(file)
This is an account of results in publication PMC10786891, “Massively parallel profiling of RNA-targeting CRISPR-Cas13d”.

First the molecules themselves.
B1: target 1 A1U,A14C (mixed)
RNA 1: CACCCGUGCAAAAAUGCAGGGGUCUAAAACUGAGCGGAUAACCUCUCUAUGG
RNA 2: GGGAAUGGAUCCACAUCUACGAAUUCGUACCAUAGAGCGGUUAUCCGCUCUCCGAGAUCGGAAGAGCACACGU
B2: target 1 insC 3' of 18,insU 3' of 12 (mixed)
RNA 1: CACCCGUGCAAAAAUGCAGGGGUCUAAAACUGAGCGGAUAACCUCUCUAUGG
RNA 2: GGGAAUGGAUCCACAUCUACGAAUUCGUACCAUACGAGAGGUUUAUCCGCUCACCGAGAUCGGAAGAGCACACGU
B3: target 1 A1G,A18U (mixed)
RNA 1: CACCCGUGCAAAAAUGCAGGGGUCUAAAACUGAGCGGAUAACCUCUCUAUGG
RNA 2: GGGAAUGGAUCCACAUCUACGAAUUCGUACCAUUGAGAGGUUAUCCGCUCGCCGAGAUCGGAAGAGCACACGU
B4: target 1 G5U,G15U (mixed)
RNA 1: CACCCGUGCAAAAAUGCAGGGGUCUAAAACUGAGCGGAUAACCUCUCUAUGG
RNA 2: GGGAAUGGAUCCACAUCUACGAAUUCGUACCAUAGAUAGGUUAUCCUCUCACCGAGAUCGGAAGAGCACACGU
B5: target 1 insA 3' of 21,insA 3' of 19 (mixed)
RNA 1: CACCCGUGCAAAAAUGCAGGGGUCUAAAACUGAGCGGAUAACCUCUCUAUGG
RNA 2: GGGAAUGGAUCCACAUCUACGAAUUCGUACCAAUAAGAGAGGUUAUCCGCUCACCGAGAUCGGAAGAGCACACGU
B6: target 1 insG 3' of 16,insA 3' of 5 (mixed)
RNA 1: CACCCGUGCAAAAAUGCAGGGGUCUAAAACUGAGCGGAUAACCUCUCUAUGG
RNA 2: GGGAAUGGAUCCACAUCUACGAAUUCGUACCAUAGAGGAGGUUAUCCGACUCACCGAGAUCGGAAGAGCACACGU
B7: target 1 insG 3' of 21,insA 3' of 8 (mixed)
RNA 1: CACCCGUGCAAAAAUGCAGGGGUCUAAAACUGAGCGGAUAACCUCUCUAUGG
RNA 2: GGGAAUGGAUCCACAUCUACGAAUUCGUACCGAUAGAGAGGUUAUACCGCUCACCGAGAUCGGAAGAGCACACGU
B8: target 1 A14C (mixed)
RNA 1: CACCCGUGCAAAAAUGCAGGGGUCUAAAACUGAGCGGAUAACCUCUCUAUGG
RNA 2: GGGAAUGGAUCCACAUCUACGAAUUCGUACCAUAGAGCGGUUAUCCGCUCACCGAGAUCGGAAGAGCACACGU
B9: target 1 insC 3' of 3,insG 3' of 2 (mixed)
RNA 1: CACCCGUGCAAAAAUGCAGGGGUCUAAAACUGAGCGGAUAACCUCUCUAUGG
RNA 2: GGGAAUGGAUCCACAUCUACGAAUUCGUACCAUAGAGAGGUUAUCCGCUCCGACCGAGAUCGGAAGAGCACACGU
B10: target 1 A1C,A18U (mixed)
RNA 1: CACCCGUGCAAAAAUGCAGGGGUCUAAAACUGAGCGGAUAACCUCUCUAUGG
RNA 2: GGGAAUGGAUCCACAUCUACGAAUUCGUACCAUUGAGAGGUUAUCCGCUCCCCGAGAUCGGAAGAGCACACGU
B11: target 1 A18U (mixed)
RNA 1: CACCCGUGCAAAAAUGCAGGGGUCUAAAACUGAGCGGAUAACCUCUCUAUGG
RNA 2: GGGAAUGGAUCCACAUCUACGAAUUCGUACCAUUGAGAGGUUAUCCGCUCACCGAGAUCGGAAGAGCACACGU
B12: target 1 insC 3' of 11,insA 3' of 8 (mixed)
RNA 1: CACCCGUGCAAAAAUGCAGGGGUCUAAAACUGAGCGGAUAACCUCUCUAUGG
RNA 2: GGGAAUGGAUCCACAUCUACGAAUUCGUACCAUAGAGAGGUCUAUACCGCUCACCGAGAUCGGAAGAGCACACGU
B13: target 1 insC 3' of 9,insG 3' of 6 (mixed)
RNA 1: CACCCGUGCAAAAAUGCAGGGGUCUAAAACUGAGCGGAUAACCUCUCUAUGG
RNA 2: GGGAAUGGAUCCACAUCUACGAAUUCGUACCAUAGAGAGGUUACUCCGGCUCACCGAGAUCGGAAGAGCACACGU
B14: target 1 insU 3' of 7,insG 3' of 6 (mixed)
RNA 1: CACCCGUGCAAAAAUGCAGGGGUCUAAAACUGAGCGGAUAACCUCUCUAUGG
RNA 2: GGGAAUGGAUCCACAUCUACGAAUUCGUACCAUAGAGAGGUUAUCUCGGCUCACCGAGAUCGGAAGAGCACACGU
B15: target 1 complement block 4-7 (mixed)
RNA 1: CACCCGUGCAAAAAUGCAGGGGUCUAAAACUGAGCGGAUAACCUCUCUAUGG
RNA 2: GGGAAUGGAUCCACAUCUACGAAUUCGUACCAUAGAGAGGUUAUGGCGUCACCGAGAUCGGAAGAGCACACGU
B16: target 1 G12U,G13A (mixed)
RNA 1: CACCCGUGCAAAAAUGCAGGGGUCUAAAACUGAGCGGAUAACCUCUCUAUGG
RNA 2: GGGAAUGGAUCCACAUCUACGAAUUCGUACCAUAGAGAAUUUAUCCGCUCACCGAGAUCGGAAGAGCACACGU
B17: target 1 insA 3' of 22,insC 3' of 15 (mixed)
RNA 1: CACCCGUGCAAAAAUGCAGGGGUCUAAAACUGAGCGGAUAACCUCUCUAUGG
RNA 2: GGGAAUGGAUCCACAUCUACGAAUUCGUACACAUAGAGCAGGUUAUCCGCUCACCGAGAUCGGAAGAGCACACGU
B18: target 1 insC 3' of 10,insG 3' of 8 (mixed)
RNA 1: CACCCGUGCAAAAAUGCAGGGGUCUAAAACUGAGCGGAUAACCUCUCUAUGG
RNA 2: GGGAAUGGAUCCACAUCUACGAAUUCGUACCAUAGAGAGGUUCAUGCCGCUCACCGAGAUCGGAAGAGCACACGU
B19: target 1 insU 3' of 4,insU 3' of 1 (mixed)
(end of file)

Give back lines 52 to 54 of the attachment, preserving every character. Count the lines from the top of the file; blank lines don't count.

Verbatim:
RNA 1: CACCCGUGCAAAAAUGCAGGGGUCUAAAACUGAGCGGAUAACCUCUCUAUGG
RNA 2: GGGAAUGGAUCCACAUCUACGAAUUCGUACACAUAGAGCAGGUUAUCCGCUCACCGAGAUCGGAAGAGCACACGU
B18: target 1 insC 3' of 10,insG 3' of 8 (mixed)